CACINA

Carry the gospel with you

Posted in christian, Christianity, inspirational, religion, scripture by Mike on February 28, 2014

bc2799aa27f4493c225f19b84a20069a_w600Gospel reading of the day:

Mark 10:1-12

Jesus came into the district of Judea and across the Jordan. Again crowds gathered around him and, as was his custom, he again taught them. The Pharisees approached him and asked, “Is it lawful for a husband to divorce his wife?” They were testing him. He said to them in reply, “What did Moses command you?” They replied, “Moses permitted a husband to write a bill of divorce and dismiss her.” But Jesus told them, “Because of the hardness of your hearts he wrote you this commandment. But from the beginning of creation, God made them male and female. For this reason a man shall leave his father and mother and be joined to his wife, and the two shall become one flesh. So they are no longer two but one flesh. Therefore what God has joined together, no human being must separate.” In the house the disciples again questioned Jesus about this. He said to them, “Whoever divorces his wife and marries another commits adultery against her; and if she divorces her husband and marries another, she commits adultery.”

Reflection on the gospel reading: In Jesus’ day, men held women of little account. When Jesus speaks of divorce, he is critiquing the practice as it existed in his time. Among his contemporaries, when a man tired of his spouse and grew more interested in someone else, all he had to do was write a piece of paper to dismiss his wife. She had no voice in the matter, and she had no recourse to him for her support. In this gospel passage, Jesus roundly criticizes this situation. Even in our own age, his final statement about the equal rights and responsibilities of both partners does not enjoy wide acceptance. Jesus is saying that women are human beings and not chattel that husbands can dismiss without consideration for their welfare.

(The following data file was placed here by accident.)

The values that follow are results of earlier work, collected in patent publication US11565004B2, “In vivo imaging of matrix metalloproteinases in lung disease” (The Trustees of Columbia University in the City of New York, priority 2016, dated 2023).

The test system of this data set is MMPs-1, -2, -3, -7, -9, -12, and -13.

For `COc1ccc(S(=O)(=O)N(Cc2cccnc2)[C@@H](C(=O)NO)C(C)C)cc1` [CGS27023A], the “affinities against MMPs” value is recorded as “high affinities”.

Saint of the day: Daniel Brottier spent most of his life in the trenches—one way or another. Born in France in 1876, Daniel was ordained in 1899 and began a teaching career. That didn’t satisfy him long. He wanted to use his zeal for the gospel far beyond the classroom. He joined the missionary Congregation of the Holy Spirit, which sent him to Senegal, West Africa. After eight years there, his health was suffering. He was forced to return to France, where he helped raise funds for the construction of a new cathedral in Senegal.

At the outbreak of World War I Daniel became a volunteer chaplain and spent four years at the front. He did not shrink from his duties. Indeed, he risked his life time and again in ministering to the suffering and dying. It was miraculous that he did not suffer a single wound during his 52 months in the heart of battle.

After the war he was invited to help establish a project for orphaned and abandoned children in a Paris suburb. He spent the final 13 years of his life there. He died in 1936.

Spiritual reading: God does not desire more of you than that you should go out from yourself, insofar as you are burdened with your nature, and let God be God in you. The slightest image you have of yourself is as big as God; it holds you away from your whole God. To the extent that such an image enters you, God must yield, and to the extent that this image goes out, God enters in. (Meister Eckhart)

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